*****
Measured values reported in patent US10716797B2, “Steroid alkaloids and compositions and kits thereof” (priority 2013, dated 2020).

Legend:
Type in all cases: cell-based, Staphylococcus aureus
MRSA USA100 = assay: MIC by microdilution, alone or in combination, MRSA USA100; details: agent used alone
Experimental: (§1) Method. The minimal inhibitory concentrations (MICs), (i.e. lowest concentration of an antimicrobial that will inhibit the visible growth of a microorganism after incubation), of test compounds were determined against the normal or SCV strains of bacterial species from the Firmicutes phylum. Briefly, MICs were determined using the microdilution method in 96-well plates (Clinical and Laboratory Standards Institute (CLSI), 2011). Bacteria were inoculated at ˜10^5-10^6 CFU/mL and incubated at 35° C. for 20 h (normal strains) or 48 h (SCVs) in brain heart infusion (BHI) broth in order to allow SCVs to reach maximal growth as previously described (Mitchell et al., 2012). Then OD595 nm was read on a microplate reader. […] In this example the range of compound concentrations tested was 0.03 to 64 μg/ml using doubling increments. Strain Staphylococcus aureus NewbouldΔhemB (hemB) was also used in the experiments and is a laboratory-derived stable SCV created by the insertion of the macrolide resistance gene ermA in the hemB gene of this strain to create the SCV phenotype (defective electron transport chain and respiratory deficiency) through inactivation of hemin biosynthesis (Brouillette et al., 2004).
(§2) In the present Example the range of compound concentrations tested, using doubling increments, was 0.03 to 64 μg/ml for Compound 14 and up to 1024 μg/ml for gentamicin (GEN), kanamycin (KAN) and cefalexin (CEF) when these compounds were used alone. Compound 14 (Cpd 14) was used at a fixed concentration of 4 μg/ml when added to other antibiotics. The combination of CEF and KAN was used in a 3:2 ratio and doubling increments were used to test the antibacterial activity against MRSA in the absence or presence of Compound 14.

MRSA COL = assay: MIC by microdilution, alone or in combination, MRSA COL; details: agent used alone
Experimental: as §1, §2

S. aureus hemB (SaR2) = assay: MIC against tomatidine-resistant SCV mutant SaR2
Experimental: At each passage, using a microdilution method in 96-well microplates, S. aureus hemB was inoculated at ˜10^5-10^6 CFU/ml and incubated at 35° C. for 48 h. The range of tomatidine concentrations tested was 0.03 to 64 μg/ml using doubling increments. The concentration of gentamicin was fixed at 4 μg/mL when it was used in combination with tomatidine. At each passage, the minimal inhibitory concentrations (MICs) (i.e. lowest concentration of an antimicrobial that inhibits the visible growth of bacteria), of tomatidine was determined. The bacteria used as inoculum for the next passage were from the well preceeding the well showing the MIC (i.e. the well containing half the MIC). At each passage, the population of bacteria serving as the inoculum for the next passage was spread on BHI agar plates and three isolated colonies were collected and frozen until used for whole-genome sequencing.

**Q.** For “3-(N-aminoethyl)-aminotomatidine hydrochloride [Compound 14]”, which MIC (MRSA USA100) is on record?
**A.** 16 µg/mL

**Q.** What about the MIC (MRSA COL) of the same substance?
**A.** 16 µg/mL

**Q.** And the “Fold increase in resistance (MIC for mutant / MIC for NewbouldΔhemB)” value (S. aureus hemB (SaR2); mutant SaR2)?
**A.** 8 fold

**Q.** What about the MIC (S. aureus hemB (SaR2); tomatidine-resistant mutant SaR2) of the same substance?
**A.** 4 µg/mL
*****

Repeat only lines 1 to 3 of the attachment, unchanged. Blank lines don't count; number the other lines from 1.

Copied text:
Measured values reported in patent US10716797B2, “Steroid alkaloids and compositions and kits thereof” (priority 2013, dated 2020).

Legend:
Type in all cases: cell-based, Staphylococcus aureus